Wedneday night late. Ill just drop some notes. Regular WEdnesday night meeting S and J came and sat.
After Zazen, we discussed the koan "Illness and medicine relate to one another. All the world is medicine. Who am I?" It was a koan we used for the short series last year, but it was new to the group.
Interesting discussion though. The format was that everyone would say something that they noticed and we would go twice around the group. Questions were welcome but not comments.
So, what I noticed was that if all the world is medicine, then even the parts we thing are illness are also medicine. You "cure" them by stopping considering them as problems, or illness. The thoughts created the illness. When that dropped away, everything was well. Medicine then, was anything that helps you break out of that fantasy that there is something wrong. I noticed that if you stop looking at death as an illness, then its just a natural part of life.
J noticed that she had a hard time believing that all the world was medicine. She thought it was easier to think that maybe the whole world was illness. S got stuck with medicine. Not health, but a promise of a cure. By thinking that you needed curing, you created an illness.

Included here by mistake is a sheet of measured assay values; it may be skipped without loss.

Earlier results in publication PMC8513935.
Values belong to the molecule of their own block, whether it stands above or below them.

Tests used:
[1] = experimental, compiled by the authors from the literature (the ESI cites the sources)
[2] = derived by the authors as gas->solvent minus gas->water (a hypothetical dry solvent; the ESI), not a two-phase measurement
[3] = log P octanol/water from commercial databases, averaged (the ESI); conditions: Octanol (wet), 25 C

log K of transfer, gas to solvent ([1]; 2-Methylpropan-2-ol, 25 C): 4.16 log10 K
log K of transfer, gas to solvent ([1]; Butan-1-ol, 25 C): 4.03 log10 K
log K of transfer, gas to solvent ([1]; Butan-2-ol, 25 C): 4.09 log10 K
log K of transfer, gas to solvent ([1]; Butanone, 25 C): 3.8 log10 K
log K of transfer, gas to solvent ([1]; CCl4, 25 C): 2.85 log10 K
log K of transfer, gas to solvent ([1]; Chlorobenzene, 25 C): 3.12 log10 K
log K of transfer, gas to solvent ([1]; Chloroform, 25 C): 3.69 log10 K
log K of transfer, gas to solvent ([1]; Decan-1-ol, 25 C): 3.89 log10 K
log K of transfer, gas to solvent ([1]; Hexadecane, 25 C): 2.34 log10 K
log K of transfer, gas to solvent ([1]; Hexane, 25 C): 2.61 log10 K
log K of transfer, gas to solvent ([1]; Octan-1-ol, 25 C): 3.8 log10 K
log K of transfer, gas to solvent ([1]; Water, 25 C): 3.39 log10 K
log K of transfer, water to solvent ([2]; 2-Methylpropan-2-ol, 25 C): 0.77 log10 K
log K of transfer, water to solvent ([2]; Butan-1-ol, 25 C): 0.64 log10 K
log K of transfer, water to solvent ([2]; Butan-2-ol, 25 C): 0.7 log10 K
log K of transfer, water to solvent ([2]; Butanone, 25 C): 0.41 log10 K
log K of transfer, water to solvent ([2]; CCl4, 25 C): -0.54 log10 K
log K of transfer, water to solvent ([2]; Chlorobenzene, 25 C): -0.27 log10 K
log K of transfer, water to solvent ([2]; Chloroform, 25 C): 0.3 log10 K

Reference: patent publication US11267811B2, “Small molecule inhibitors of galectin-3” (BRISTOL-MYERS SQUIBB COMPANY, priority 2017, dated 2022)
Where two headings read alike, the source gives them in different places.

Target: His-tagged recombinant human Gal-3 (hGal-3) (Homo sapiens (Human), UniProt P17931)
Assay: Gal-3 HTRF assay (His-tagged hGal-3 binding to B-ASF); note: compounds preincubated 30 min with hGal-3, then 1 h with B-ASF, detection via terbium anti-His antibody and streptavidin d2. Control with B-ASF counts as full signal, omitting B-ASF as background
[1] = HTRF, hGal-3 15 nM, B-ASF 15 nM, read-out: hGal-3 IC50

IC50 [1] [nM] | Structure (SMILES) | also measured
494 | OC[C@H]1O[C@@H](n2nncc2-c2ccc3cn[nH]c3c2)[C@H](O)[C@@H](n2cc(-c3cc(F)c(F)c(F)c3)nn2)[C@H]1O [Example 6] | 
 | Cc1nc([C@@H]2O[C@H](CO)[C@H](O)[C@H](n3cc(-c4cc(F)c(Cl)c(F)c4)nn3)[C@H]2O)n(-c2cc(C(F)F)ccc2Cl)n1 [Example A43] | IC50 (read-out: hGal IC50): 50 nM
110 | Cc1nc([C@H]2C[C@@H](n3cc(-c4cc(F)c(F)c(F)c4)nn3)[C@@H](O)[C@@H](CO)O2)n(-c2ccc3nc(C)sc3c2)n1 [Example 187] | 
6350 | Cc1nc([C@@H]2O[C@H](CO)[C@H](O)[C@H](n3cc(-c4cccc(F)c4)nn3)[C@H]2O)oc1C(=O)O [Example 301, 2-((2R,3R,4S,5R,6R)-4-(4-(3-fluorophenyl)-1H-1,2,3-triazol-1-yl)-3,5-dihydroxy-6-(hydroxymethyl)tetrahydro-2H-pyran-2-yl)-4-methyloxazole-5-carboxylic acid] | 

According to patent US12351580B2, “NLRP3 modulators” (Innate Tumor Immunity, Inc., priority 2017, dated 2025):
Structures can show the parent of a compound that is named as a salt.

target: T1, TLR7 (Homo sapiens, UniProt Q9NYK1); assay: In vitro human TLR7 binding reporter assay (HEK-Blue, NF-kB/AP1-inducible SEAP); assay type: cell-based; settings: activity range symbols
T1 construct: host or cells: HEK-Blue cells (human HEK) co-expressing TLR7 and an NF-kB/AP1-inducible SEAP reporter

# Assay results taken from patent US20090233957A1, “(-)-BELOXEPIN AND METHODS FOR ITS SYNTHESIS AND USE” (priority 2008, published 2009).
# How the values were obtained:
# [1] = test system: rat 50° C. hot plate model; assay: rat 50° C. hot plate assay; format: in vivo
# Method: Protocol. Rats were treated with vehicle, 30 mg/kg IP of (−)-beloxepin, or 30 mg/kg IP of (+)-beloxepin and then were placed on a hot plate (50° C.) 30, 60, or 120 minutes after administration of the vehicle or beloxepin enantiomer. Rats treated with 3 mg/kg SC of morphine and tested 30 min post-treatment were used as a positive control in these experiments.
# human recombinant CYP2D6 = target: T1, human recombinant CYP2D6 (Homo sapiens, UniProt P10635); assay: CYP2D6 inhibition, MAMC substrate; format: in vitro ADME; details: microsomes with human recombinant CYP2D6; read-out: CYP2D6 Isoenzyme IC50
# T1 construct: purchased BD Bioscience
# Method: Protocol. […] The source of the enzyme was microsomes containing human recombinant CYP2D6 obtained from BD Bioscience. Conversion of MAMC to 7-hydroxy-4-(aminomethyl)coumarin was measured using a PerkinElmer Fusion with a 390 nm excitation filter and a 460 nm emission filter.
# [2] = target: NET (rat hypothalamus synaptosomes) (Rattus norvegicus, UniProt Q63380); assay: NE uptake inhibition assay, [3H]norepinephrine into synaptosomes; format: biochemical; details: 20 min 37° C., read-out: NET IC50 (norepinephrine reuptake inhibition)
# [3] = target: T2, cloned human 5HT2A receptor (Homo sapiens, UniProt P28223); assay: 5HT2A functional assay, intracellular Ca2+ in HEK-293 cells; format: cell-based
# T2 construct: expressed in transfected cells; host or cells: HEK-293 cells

Later, on a moment of grandiose inspiration, I asked the group to turn right, and ask the person there "What is your illness?" and for that person to answer immediately with what came up.
Lack of caring,
Then we changed it, and asked, "what is wrong with you?" since to me, that's what is going on, that we are imagining that we are deficient and need curing.
I laugh too much,
I am insecure,
I act in evil ways,
Finally, I asked "how will meditation cure you?", another interesting fantasy we cary with us:
Attetntion to my intent
calm my thoughts,
I am forgetting more than I am recalliny, but thanks J and S, jumping in whole heartedly. It was an amazing discussion and I learned a lot from you all.
“A Course on Koans” is the delusion-riddled work of Chris Kufu (“Wind in the Void”) Wilson, who began practicing Zen in 1967. He regards Taizan Maezumi, Robert Aitken, and David Weinstein as his root teachers. Each of them pecked at his shell until he “completed” the never-ending koan curriculum of the Harada-Yasutani lineage.
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